About the American Indian College Fund

Founded in 1989, the American Indian College Fund has been the nation’s largest charity supporting Native higher education for 30 years. The College Fund believes “Education is the answer” and provided 5,896 scholarships last year totaling $7.65 million to American Indian students, with more than 131,000 scholarships and community support totaling over $200 million since its inception. The College Fund also supports a variety of academic and support programs at the nation’s 35 accredited tribal colleges and universities, which are located on or near Indian reservations, ensuring students have the tools to graduate and succeed in their careers. The College Fund consistently receives top ratings from independent charity evaluators and is one of the nation’s top 100 charities named to the Better Business Bureau’s Wise Giving Alliance. For more information about the American Indian College Fund, please visit collegefund.org .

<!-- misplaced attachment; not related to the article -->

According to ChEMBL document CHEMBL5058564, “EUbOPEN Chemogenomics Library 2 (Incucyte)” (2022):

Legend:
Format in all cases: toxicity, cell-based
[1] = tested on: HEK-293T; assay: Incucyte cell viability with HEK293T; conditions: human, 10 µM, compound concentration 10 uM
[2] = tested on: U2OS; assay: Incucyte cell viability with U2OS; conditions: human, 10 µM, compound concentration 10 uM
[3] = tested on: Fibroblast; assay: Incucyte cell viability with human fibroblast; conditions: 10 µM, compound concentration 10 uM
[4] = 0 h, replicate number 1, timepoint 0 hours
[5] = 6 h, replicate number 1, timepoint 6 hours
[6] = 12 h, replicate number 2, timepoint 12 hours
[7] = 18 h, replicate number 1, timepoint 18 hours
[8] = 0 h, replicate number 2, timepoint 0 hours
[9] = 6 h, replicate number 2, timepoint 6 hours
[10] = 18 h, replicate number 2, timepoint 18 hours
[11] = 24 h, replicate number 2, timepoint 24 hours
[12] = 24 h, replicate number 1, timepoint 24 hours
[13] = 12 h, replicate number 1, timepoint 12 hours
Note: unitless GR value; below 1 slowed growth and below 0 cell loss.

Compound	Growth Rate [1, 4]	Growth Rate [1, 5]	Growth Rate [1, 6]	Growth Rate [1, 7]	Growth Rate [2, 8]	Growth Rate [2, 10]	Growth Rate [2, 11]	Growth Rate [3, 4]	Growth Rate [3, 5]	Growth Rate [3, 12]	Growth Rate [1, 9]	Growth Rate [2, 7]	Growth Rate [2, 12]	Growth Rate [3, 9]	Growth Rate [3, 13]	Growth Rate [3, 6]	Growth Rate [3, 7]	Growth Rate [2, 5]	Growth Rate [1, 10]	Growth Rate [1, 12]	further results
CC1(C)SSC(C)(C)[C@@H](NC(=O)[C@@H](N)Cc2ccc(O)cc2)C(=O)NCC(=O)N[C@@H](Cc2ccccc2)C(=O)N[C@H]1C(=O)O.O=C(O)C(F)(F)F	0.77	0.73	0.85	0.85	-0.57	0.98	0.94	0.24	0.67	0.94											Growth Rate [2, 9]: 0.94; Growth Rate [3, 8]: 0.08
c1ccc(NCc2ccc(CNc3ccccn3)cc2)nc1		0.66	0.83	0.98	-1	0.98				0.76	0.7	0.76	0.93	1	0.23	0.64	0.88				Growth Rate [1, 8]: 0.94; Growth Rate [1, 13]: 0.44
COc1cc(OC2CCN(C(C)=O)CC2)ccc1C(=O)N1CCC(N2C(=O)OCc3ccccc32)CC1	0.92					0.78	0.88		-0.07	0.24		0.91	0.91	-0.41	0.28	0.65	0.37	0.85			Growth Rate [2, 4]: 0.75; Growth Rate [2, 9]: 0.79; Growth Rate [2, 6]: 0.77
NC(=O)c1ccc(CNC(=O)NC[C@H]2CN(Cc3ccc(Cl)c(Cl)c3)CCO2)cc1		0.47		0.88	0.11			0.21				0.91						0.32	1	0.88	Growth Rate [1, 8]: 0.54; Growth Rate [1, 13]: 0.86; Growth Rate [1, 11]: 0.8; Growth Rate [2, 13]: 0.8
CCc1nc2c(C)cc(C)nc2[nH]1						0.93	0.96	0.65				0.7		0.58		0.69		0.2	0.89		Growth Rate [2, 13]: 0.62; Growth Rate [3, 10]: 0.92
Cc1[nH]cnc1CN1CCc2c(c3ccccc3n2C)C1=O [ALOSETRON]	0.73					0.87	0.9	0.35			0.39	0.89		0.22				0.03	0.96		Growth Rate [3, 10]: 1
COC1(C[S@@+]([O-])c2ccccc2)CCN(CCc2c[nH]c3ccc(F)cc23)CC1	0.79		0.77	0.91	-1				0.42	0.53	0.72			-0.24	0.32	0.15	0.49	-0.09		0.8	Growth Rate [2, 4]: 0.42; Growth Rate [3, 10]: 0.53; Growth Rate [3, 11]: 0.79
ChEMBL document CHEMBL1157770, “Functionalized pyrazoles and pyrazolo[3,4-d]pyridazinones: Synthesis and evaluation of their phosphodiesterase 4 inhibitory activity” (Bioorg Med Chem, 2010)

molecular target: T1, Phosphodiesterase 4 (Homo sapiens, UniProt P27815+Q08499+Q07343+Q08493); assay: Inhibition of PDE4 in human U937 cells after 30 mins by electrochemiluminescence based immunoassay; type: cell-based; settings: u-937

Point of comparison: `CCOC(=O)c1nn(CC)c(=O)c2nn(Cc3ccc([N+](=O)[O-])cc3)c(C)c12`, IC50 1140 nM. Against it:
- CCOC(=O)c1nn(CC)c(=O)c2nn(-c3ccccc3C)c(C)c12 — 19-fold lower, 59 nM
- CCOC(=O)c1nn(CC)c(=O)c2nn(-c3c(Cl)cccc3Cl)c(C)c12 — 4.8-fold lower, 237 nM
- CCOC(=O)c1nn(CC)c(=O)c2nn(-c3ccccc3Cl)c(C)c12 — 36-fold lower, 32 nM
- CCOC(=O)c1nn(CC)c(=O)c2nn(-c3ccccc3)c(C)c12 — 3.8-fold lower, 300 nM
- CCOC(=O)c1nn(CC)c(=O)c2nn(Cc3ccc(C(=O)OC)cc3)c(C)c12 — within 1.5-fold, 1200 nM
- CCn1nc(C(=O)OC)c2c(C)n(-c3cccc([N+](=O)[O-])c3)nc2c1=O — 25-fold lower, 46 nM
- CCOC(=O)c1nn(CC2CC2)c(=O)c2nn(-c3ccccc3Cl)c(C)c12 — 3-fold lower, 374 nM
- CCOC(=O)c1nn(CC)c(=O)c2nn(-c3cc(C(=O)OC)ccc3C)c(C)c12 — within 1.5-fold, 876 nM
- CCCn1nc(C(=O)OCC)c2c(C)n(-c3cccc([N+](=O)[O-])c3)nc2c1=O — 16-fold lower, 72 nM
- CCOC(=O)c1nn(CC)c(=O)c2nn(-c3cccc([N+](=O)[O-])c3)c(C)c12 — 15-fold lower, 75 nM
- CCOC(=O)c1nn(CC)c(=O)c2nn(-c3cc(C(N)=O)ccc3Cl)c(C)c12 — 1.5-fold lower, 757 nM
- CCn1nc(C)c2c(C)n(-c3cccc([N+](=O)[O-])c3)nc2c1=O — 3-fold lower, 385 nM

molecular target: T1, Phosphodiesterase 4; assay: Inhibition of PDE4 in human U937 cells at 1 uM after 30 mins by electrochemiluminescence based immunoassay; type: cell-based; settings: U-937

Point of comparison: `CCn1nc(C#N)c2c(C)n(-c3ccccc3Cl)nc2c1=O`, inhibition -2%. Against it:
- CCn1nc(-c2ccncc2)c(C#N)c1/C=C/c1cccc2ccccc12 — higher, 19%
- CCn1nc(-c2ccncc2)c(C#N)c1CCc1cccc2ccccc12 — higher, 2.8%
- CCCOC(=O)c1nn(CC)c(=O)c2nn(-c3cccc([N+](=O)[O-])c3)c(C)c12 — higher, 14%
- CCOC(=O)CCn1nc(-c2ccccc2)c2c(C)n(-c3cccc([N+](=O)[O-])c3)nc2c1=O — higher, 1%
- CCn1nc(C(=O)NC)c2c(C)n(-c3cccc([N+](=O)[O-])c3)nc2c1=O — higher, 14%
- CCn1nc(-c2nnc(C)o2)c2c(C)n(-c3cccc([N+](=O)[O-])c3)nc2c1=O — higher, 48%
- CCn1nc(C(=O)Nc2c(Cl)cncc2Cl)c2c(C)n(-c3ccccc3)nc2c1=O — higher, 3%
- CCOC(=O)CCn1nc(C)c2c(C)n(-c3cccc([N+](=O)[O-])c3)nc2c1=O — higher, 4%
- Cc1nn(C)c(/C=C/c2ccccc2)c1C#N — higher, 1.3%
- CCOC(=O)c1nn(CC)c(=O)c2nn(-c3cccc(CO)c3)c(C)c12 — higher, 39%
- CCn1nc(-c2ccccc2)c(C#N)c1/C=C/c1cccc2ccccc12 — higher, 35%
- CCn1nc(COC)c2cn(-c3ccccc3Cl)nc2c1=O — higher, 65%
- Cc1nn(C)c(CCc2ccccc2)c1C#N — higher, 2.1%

Latina chef Daniela Soto-Innes is youngest to be named ‘World’s Best Female Chef’

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Mexican-American chef Daniela Soto-Innes has become the youngest honoree to be named the World’s Best Female Chef by The World’s Best 50 Restaurants.

The award, which was announced Wednesday, recognizes the culinary achievements of one woman every year. Past winners include British chef Clare Smyth of London’s Core and Dominique Crenn, who leads San Francisco’s Michelin-three-star Atelier Crenn

Though she is known for running Cosme and Atla, two popular modern Mexican restaurants in New York City, Soto-Innes, 28, didn’t always plan on becoming a chef, according to the award announcement. She was a competitive swimmer during her young adulthood in Texas, where she moved from Mexico City when she was 12.